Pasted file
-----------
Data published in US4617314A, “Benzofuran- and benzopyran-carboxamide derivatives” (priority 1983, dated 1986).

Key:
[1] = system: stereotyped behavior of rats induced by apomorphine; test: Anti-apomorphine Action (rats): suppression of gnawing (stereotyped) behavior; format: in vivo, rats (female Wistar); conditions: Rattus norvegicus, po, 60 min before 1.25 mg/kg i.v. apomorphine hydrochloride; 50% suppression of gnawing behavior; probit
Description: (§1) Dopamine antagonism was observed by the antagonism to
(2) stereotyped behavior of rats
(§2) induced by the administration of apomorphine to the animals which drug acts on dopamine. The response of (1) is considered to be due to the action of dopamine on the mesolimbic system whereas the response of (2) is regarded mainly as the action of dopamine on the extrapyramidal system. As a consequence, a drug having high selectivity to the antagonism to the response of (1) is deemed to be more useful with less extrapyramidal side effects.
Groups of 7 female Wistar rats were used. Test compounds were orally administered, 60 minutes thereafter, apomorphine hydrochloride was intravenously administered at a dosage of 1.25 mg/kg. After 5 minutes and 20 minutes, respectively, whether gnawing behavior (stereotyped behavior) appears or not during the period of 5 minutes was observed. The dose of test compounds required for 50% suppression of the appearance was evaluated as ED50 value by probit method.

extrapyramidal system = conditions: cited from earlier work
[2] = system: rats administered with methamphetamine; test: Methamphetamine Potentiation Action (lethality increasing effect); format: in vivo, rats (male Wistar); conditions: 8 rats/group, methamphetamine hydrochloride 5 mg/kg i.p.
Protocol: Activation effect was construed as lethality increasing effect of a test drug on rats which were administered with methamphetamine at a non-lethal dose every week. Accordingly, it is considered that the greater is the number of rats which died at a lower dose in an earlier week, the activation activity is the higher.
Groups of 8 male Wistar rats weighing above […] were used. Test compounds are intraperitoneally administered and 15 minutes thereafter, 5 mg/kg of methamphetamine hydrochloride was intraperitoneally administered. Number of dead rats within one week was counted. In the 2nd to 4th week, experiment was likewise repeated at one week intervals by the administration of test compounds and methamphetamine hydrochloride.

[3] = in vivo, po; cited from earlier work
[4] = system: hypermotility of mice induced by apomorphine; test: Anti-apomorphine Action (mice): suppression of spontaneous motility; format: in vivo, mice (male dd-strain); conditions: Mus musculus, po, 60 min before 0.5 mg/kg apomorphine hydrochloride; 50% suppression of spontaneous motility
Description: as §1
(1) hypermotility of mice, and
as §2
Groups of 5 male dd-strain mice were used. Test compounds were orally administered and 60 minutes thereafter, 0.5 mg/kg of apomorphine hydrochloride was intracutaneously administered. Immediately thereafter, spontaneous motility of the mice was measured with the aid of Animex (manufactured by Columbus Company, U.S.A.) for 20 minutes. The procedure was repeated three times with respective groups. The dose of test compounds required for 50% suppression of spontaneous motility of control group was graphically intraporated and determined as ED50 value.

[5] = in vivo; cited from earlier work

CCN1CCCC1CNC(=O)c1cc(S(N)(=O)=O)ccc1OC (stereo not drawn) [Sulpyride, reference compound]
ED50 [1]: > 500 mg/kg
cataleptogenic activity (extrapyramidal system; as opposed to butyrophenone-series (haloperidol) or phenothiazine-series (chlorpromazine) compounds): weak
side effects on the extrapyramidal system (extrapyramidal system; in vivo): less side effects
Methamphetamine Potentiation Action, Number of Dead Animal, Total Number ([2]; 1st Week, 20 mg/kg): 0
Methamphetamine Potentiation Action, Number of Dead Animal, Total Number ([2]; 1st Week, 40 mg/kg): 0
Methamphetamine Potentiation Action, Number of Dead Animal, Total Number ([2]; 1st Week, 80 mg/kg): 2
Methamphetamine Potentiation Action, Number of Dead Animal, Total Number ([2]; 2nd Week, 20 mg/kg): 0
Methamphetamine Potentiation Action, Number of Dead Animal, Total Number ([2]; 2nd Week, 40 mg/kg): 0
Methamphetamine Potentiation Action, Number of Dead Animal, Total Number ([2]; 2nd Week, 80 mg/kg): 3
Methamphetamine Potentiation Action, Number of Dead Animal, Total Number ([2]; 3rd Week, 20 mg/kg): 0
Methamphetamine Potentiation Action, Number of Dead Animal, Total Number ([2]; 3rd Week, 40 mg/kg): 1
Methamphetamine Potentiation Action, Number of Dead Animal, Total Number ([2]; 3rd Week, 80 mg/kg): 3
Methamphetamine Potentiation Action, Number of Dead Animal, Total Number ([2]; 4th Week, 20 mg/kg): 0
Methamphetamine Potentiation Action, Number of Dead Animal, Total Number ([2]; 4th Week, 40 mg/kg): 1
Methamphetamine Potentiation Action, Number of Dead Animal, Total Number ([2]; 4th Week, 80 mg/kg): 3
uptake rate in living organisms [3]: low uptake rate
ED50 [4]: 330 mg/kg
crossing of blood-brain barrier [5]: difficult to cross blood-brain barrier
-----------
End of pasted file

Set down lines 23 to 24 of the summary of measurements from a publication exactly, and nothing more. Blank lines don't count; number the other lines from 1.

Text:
Methamphetamine Potentiation Action, Number of Dead Animal, Total Number ([2]; 1st Week, 20 mg/kg): 0
Methamphetamine Potentiation Action, Number of Dead Animal, Total Number ([2]; 1st Week, 40 mg/kg): 0